Cork City Libraries hold books, periodicals, and sound recordings of material relating to Gaelic culture. Many out-of-print books and older published articles are available from our stocks. Material relating to Gaelic Cork is available in our Local Studies department in the Central Library, Grand Parade.
Gaelic culture is native to Ireland and Scotland and is associated with the Gaelic languages (Irish, Scottish Gaelic and Manx). Celtic, in the sense that Gaelic languages are branches of the Celtic language family. Gaelic culture has also been influenced by peoples such as the Vikings, the Normans, the English and the Lowland Scots, by political ideologies such as Jacobinism, by the political context of the British state, by Christianity, especially in its modern Roman Catholic and Presbyterian forms, and by capitalist development. Once spoken throughout Ireland, through most of Scotland, and in the Isle of Man, the Gaelic languages have gradually receded to the western fringes of Ireland and Scotland. There is a rich Gaelic heritage in these islands: the vast majority of placenames in Ireland and Scotland are Gaelic, for example, and the majority of Irish and a significant proportion of Scots have Gaelic surnames. The especially rich Gaelic literary heritage is a millennium and a half old and of international importance. In the modern period, the Gaelic heritage was reinterpreted in various ways - e.g. the early 19th century conversion of the kilt and the bagpipes into conventional symbols of Scottish identity, and 19th and 20th century nationalism in Ireland that assimilated Gaelic heritage to national identity.
Conquest and colonization are the major factors in the decline of the Gaelic languages and in the 16th and 17th century disruption of Ireland's cultural life. Since the end of the 18th century, scholars began to gradually reconstruct Ireland's Gaelic heritage in history, archaeology, linguistics, literature, music, folklore and other domains, and this body of scholarship continues to grow. The 19th and early 20th century nationalist movement succeeded in making most Irish people identify with the Gaelic heritage as a central or at least important part of Irish national identity. The cultural revival movement succeeded in creating a national literature in English that in part reworked the medieval aristocratic and the modern folkloric heritage of Gaelic Ireland into contemporary forms, and simultaneously began the work of building a modern literature in Irish.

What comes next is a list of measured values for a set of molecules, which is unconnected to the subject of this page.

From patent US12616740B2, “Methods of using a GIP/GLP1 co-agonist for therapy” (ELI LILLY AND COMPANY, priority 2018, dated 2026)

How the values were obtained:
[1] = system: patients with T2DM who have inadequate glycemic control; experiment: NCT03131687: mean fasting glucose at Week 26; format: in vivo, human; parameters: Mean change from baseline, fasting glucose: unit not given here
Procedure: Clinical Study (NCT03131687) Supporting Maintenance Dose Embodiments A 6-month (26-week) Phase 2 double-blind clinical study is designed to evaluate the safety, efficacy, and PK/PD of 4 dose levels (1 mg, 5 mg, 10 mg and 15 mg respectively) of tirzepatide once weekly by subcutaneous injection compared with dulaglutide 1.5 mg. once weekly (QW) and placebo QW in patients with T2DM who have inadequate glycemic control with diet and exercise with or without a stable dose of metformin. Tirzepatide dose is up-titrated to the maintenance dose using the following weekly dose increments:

Today, library sources on Gaelic Ireland are quite extensive. There is a large body of literary work - novels, poetry, plays - as well as criticism and journalism in Irish, the evidence of dynamic cultural production that also extends into radio and film, and a proportion of this work is available in English translation. There is also written work in English that deals with, is influenced by, or originates in Gaelic Ireland (e.g. John Millington Synge's plays or Liam O'Flaherty's short stories). Scholarship in Irish or in Gaelic culture but written in English or other languages is very large, and appears in numerous monographs and in scholarly journals, and covers Early Modern Irish literature, folklore, mythology, Early and Modern Irish linguistics, dialectology, music, archaeology, history and other disciplines. There is also a popular non-fiction literature in Irish dealing with a variety of subjects.
Cork city and county have a particularly strong Gaelic tradition, from the numerous 18th and 19th century scribes to poets such as Seán Clárach Mac Domhnaill and Máire Bhuí Ní Laoghaire. Cork was particularly active in the Gaelic Revival, with figures such as Fr Peadar Ó Laoghaire often setting the agenda and the standards for a new literature in Irish. That other branch of the Gaelic Revival, the Gaelic Athletic Association, has shown an identification with at least one aspect of the Gaelic heritage to be a defining element in Cork's identity. Daniel Corkery's The Hidden Ireland (1924) had a huge influence on perception of Gaelic Ireland. Corkery became Professor of English in UCC, and that institution has given an important voice to a Gaelic tradition in 20th century Ireland, in the work of figures such as the poet Seán Ó Riordáin, the composer Seán Ó Riada, who helped to revitalize traditional music in Ireland, and the poet and critic Seán Ó Tuama and the Innti poets, who invigorated poetry in Irish. Cork has for a long time also been an important centre for research into the Irish language and Gaelic Ireland, while cultural institutions such as Dámhscoil Mhúscraí and Eigse Dhiarmuidín point to the continued importance of a Gaelic tradition in West Muskerry.
(Diarmuid Ó Giolláin, 2006, for Cork City Libraries)